The RTOP stated that the agency would assign adjectival ratings to the non-cost/price factors. For the management factor and subfactors and the technical factor, the adjectival ratings were outstanding, good, acceptable, marginal, or unacceptable; for the experience factor, the ratings were substantial confidence, satisfactory confidence, moderate confidence, limited confidence, and no confidence. RTOP at 30-31, 33.
 Also as part of its corrective action, the agency initially requested revised proposals, but allowed offerors to make revisions only to their technical and price proposal volumes. AR, Tab 101, SSDD at 5. DynCorp filed a pre-award protest challenging the limitation on proposal revisions, and the agency again took corrective action, allowing offerors to revise all parts of their proposals in its request for FPRs. Id. at 5-6.
 The total evaluated cost reflects any adjustments that the agency made as a result of its cost realism evaluation; the agency made no adjustments to either CACI’s or DynCorp’s proposed costs.
 The awarded value of the task order at issue exceeds $25 million. Accordingly, this procurement is within our jurisdiction to hear protests related to the issuance of orders under multiple-award IDIQ contracts established under the authority in title 10 of the United States Code. 10 U.S.C. § 2304c(e)(1)(B).
 DynCorp also alleges that under the technical factor, the agency assessed to CACI’s proposal three overlapping strengths for CACI’s plan to train and certify its maintenance personnel. DynCorp argues that there were “no meaningful distinctions” between the three strengths. Comments & Supp. Protest at 28-30. We have thoroughly reviewed this allegation and find that it provides no basis to sustain this protest. The record shows that each of the three strengths at issue here reflected a particular aspect of CACI’s proposed approach to maintenance, each of which the agency reasonably determined provided unique benefits. See AR, Tab 98, CACI Tech. Factor Eval. at 16-17. Therefore, we find the agency’s assessment of these three strengths to be reasonable. DynCorp raises additional arguments and while our decision does not address every argument raised, we have considered all of DynCorp’s allegations, and based on our review of the record, we find no basis to sustain the protest.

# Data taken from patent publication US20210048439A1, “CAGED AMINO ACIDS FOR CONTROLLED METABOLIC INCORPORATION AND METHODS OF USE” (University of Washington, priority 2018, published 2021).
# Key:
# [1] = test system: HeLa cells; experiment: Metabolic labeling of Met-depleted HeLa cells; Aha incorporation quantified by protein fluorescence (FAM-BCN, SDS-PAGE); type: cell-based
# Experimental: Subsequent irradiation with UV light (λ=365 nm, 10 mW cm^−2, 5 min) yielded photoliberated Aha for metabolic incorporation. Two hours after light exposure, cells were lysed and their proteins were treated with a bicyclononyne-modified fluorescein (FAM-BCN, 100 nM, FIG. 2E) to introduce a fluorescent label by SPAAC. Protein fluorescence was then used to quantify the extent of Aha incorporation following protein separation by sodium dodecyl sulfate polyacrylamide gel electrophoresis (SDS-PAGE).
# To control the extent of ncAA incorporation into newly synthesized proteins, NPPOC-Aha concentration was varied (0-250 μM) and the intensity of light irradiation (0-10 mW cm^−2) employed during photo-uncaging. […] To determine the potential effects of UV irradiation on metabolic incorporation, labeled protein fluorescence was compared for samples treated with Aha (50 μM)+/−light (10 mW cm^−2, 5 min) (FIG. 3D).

CAGE codes are assigned to discrete business entities for a variety of purposes, and they dispositively establish the identity of a legal entity for contractual purposes. United Valve Co., B-416277, B-416277.2, July 27, 2018, 2018 CPD ¶ 268 at 6.
 DynCorp’s argument that CACI Technologies, Inc. ceased to exist is based on the Virginia law governing the conversion, which states that upon a conversion, “[t]he converting entity shall cease to be a corporation when the certificate of entity conversion becomes effective.” Comments & Supp. Protest at 4 (quoting VA Code § 13.1-722.13(A)(7)). The agency counters that CACI Technologies, Inc., did not cease to exist because the same law also states that the resulting entity is deemed to “[b]e the same entity without interruption as the converting entity that existed before the conversion[.]” Supp. MOL at 3-4 (quoting VA Code § 13.1-722.13(A)(6)(b)). As explained above, shortly after the conversion, CACI took the appropriate steps to notify the government of the conversion, but continued to utilize the CACI Technologies, Inc., name for federal contract purposes until DCMA finalized the conversion and name change agreement. Based on our conclusions above, we need not conduct an analysis of Virginia conversion law to reject DynCorp’s argument.
 For example, DynCorp notes that “CACI Technology, Inc.” was the company name on CACI’s initial proposal, the SSDD referred to “CACI, Incorporated,” and CACI’s subcontractors referred to it as “CACI, Inc.” Comments & Supp. Protest at 6-7.
 CACI also notes that it had to continue using the name CACI Technologies, Inc., in SAM while the conversion and name change agreement was pending in order to facilitate payments under its ongoing federal contracts. Intervenor Comments at 5. CACI explains that the government processes payments by matching the contractor’s name in SAM with the name on the contract, and CACI Technologies, Inc., was still the name on all of CACI’s existing federal contracts until that agreement was finalized. Id. at 5-6.
 DynCorp contends that its COP solution was “a highly beneficial and low-risk approach,” Protest at 36, that “would go beyond the minimum requirements to ensure accurate, continuous reporting and tracking on the status of projects” and “would be easily accessed by government officials.” Comments & Supp. Protest at 19. We note that PWS section 1.9.1 required offerors to ensure that task/project information is reported and tracked through the COP and that the government would have unrestricted access to all data in the COP. Thus, even if the agency was required to evaluate the COP, DynCorp has not demonstrated, and it is not clear from the record, how DynCorp’s proposed COP would do more than meet the requirements outlined in the PWS.